But over the next 10 years or more I kept thinking about it, I knew this is what I wanted but I think I was apprehensive and possibly even a bit scared.

I am now a wheelchair user, my health isn’t great and I lost a lot of confidence when I fell (was pushed) out of the RC Church.

So I kept putting it off!

But as I laid in bed one night thinking about how I wish that all those years ago, that I had been stronger or more knowledgeable and we had taken that path, I realised that in another 30 years, I could think the same about now.

So I emailed Rabbi Elf.

Of course we have been in lock down and so attending the Synagogue is not possible but I was invited to attend Shabbat services via Zoom.

Shabbat Service via Zoom
Correcting life's wrong turns

And it feels like pouring oil on a soul carved from wood that has dried in the sun for a lifetime.

I always benefited from having faith, but I admit that I am not one that can quote passages from scriptures despite having read the same passages many times.

I had stopped praying, I had stopped reading scripture, for 10 years I ignored my faith and this was because I wasn’t where I wanted to be and so I tried to cope by not focusing on it.

I have now learnt to read Hebrew, I know what some of it means but I have a way to go before I can fully understand what I am reading but it no longer looks unfamiliar, they are letters that I know.


Having said that, at Shabbat services the speed is too much for me, I try to follow but by the time I have read one word, they are several words ahead. So often I just listen and absorb it.

Or mainly just read from the transliteration and not the Hebrew.

One great advantage of the lockdown during this pandemic is that I didn’t have to go into a Synagogue full of people that I didn’t know.

Whilst any religious service via Zoom will never recreate the feel of being in a Synagogue, Church or Mosque, it is perfect for people who are disabled, have poor physical or mental health or are housebound due to age.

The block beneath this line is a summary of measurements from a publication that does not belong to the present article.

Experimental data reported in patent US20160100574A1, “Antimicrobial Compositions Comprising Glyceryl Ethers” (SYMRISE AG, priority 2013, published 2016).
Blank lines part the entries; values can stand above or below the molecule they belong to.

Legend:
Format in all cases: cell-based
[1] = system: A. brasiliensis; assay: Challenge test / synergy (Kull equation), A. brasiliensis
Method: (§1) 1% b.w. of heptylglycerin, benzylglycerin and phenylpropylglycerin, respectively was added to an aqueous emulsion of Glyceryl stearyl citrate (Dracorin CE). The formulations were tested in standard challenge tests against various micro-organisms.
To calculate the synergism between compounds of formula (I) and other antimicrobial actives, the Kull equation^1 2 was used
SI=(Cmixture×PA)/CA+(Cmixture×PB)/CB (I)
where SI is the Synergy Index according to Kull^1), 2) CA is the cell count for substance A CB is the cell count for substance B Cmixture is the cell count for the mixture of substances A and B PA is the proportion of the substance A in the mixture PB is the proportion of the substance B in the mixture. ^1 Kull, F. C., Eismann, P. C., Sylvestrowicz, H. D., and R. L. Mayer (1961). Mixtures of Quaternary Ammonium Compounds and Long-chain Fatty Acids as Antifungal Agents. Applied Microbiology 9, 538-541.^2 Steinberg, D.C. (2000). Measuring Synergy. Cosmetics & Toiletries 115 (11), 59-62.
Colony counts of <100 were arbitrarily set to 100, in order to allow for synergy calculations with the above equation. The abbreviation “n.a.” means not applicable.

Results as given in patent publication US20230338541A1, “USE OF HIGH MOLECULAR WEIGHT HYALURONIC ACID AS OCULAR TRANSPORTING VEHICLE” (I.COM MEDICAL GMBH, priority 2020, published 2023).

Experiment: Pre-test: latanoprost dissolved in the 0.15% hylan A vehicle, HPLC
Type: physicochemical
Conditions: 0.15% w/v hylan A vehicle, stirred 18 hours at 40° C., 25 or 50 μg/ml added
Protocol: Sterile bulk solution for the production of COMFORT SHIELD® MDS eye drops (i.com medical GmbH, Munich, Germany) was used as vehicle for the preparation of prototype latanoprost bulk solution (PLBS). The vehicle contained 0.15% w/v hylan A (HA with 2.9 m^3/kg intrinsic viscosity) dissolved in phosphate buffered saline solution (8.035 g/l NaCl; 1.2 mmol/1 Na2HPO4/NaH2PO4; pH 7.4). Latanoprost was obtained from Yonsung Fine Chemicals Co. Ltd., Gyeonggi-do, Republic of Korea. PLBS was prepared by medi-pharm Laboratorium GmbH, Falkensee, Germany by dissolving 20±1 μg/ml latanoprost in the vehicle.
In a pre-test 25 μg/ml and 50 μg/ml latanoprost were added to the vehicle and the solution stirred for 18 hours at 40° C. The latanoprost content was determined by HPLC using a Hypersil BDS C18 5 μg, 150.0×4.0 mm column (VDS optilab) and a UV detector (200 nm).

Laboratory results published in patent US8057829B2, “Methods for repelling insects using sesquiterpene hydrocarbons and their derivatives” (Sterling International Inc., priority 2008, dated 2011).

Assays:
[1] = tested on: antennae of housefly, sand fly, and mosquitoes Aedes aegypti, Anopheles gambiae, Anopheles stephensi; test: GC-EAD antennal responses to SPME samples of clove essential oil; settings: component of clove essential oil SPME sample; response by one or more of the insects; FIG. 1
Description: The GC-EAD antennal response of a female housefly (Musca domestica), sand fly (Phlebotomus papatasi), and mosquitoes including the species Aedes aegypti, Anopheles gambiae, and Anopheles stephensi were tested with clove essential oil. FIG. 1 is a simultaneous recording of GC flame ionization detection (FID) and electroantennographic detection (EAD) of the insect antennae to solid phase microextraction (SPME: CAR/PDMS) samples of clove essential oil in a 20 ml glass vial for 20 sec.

Some members from the Westcliff Reform Synagogue are now familiar faces and so when I do eventually get to attend the Shul when this pandemic is over, it won’t be as scary.

Correcting life's wrong turns

I have purchased a Siddur and Tanakh and my internal GPS has now stopped screaming warnings that I need to do a U Turn and get on the right road.

However, the petty quarrels and nastiness that we encountered previously in Rochford has put my wife off of religion and so this is a journey I must travel alone.

She has said she will attend with me and that shows how lucky I am to have her.

Of course my hope is that she will enjoy the time spent with the community and that she will forget what happened and realise that what happened is not repeated elsewhere.

Description of what a Mitzvah is

So I am trying to keep as many Mitzvah’s as possible, making a few changes at a time and yes even Bacon!

The question I have been asked is “Are you going to convert?” and the answer at this stage is “I don’t know”. I am just taking it step by step, little, by little and seeing where this road leads.

But for now, just being on the right road feels so very good!

By Zechariah Richardson

Over 50, disabled, husband, father and gramps who reviews products and writes blog posts about his life, beekeeping, gardening and whatever pops into his brain!